Monthly Archives: June 2008

Barrow, Books and dogs

On Wednesday meet up for tea with Julian Barrow one of my great heroes, a painter and a person who radiates such pleasure in his life and travels that it is always a pleasure to see him, I am writing the foreword to his next exhibition which is such an unbelievable honour I am almost overhwlemed, previous introducers include Mary Killen, Lord Norwich, Hugh Massingberd, Auberon Waugh and James Lees-Milne, what a dinner party that would have made. Also managed a lunch with furniture designer Thomas Messel at his club, to catch up on plans for a book we have in mind, and other excitements including the publication of our mutual friend Nicholas Mander’s book on The Country Houses of the Cotswolds, which I commissioned on behalf of the Aurum series, to be launched next week, a real gem of a book.

Otherwise have been chained to the more shadowy parts of the University studying the household of great houses in 13th to 16th centuries, all table napkins and saltfish for breakfast, read through the great Northumberland Household book, written c 1512, which deals with the complex detail of provisions and livery for the Earl of Northumberland’s household, among other things. Also reading 20th century stuff in the evening, from P.G.Wodehouse, who, son of colonial parents spent a great deal of time with his childless relations’s servants as a child; also reading Gathorne-Hardy’s book on the British nanny on Churchill’s relationship with nanny Everest.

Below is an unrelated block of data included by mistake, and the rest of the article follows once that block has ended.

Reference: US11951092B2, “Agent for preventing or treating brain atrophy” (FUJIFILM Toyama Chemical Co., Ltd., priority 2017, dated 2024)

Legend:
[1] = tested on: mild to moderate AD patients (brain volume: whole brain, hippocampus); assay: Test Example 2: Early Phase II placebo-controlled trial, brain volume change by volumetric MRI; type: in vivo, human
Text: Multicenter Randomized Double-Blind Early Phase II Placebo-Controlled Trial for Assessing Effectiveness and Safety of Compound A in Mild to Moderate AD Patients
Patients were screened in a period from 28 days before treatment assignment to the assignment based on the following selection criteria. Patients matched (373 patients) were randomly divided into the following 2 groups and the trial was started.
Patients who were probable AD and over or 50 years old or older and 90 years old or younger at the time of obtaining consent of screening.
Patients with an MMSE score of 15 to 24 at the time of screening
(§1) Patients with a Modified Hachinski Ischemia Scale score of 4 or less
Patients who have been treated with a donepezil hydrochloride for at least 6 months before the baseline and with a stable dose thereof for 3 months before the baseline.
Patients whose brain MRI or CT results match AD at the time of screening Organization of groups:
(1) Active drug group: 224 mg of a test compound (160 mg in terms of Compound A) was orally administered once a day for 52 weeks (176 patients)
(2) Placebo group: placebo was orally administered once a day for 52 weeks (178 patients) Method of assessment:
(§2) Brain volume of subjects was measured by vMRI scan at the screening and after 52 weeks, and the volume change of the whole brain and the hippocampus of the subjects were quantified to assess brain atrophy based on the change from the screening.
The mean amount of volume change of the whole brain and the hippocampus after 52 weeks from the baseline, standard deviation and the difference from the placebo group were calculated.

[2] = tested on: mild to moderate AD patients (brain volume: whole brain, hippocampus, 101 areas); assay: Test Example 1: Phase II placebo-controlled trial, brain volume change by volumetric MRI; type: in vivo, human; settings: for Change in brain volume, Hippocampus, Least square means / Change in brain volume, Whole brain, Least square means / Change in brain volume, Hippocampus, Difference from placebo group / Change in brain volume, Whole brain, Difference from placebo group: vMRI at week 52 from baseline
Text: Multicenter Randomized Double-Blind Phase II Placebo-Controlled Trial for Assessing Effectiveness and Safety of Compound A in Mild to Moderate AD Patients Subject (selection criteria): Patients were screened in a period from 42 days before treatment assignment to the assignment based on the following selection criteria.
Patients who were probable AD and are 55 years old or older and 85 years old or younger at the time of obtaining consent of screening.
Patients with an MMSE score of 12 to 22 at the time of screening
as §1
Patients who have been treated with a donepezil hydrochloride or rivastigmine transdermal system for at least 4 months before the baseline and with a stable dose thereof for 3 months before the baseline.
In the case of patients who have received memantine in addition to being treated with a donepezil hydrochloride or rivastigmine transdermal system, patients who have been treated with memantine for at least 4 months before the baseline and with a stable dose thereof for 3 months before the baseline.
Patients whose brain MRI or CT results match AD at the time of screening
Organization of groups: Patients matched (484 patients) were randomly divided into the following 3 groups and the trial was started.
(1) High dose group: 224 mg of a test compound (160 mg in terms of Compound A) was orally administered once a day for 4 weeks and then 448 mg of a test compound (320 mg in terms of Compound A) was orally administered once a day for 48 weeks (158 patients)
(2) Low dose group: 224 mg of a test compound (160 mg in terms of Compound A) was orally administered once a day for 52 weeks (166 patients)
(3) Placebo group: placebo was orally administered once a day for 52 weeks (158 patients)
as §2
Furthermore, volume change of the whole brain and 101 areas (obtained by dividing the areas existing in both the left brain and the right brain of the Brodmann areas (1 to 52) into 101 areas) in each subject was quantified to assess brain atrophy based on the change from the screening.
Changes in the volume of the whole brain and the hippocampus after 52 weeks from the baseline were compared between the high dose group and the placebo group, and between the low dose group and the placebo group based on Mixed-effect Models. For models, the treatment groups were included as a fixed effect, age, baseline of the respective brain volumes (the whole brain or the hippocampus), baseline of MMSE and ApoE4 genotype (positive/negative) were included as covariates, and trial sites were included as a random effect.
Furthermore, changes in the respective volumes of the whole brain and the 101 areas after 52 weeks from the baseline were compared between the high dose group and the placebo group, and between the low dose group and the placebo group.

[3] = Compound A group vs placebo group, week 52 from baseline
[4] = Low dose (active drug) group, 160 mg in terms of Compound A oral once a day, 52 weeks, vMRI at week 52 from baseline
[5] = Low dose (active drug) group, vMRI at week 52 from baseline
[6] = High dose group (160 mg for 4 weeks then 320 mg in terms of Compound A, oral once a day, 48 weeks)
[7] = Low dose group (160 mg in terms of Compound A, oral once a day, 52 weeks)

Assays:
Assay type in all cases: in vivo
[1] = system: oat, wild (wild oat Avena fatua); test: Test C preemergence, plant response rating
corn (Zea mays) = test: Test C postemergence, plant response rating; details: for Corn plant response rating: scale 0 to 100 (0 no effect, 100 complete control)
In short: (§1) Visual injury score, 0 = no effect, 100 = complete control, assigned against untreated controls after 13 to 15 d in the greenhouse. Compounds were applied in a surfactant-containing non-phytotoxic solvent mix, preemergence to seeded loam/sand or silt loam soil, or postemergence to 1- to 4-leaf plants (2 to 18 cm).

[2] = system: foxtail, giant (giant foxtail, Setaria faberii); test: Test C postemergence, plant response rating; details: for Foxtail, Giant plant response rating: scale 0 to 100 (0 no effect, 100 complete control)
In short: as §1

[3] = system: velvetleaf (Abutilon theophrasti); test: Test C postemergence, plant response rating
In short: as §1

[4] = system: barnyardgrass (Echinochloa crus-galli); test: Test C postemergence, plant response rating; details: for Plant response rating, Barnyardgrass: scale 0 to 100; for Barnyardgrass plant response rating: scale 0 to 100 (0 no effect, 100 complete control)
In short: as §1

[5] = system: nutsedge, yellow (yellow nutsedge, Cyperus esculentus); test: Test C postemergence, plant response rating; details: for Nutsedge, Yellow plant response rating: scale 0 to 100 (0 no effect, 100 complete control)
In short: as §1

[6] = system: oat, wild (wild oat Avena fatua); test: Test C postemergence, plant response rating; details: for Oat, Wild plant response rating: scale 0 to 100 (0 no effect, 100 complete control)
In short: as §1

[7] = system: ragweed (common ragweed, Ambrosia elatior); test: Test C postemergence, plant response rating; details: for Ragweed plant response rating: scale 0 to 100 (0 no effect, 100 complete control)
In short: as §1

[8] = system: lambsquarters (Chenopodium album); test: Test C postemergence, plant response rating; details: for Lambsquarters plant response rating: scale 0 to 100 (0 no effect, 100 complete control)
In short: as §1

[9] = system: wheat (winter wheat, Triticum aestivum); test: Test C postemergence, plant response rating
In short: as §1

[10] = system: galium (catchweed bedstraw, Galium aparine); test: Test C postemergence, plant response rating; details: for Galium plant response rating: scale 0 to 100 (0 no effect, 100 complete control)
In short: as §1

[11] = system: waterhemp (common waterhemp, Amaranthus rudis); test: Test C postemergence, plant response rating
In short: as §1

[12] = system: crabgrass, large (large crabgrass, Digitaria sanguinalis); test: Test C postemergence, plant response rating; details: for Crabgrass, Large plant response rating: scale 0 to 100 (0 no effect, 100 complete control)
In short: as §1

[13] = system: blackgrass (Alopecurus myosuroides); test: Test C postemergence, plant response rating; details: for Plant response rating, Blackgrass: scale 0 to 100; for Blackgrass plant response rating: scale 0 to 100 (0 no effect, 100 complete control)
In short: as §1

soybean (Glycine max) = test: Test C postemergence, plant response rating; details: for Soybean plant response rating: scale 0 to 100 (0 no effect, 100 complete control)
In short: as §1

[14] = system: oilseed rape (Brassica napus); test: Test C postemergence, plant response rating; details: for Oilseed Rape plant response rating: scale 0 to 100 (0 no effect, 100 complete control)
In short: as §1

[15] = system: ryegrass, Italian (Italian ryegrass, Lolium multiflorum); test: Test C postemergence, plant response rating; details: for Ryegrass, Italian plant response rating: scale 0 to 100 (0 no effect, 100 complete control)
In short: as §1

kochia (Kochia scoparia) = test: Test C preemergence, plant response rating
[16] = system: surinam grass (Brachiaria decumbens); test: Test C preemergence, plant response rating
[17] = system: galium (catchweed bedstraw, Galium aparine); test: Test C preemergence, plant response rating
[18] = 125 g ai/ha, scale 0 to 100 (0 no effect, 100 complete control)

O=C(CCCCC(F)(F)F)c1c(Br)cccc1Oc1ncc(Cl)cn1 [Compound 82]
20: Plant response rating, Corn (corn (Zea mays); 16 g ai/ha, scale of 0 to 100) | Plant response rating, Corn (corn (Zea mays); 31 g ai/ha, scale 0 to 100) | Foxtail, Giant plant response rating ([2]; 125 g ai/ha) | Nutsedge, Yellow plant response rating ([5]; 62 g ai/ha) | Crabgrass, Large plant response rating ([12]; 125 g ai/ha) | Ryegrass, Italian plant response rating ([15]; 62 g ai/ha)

Archie the Jack Russell is much calmer and more settled, I wonder if diet has something to do with it as we have given up on tinned food, although escapes from the garden, but only if he hears friendly voices; we try and fit in a good 20-30 minute walk at lunch time, which I find quite good for letting ideas mull round and round. PG Wodehouse always had Pekes, and Hardy had a dog called Wessex, in fact he had lots as I can remember seeing quite a big pet cemetery at Max Gate. Miranda the 9 year old has got the baking bug again and brownies and meringues pour forth, Georgia, 13, is about to hit party season after demanding exams; she takes an amazing interest in politics, much more than I ever did.